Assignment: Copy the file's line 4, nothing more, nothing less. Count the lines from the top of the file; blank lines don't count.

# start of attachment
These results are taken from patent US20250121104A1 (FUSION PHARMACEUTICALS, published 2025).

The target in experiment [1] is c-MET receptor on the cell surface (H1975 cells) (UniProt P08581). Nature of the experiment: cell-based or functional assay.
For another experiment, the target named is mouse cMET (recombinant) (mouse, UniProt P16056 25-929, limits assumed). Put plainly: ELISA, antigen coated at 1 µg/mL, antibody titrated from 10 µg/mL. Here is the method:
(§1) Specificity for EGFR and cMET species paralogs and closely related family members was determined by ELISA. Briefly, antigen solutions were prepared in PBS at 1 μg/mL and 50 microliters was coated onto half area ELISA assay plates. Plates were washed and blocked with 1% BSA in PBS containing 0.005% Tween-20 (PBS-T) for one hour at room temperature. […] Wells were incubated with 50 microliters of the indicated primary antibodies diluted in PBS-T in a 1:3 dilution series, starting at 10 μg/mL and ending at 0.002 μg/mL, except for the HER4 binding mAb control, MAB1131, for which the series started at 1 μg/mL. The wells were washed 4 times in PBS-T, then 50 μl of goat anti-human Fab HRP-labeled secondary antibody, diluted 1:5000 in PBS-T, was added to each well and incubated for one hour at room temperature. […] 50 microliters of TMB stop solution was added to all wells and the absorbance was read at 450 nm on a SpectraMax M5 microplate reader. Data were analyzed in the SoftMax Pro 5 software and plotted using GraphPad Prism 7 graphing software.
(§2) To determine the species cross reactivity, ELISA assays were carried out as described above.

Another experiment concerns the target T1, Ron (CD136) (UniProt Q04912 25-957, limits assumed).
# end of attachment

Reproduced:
(§1) Specificity for EGFR and cMET species paralogs and closely related family members was determined by ELISA. Briefly, antigen solutions were prepared in PBS at 1 μg/mL and 50 microliters was coated onto half area ELISA assay plates. Plates were washed and blocked with 1% BSA in PBS containing 0.005% Tween-20 (PBS-T) for one hour at room temperature. […] Wells were incubated with 50 microliters of the indicated primary antibodies diluted in PBS-T in a 1:3 dilution series, starting at 10 μg/mL and ending at 0.002 μg/mL, except for the HER4 binding mAb control, MAB1131, for which the series started at 1 μg/mL. The wells were washed 4 times in PBS-T, then 50 μl of goat anti-human Fab HRP-labeled secondary antibody, diluted 1:5000 in PBS-T, was added to each well and incubated for one hour at room temperature. […] 50 microliters of TMB stop solution was added to all wells and the absorbance was read at 450 nm on a SpectraMax M5 microplate reader. Data were analyzed in the SoftMax Pro 5 software and plotted using GraphPad Prism 7 graphing software.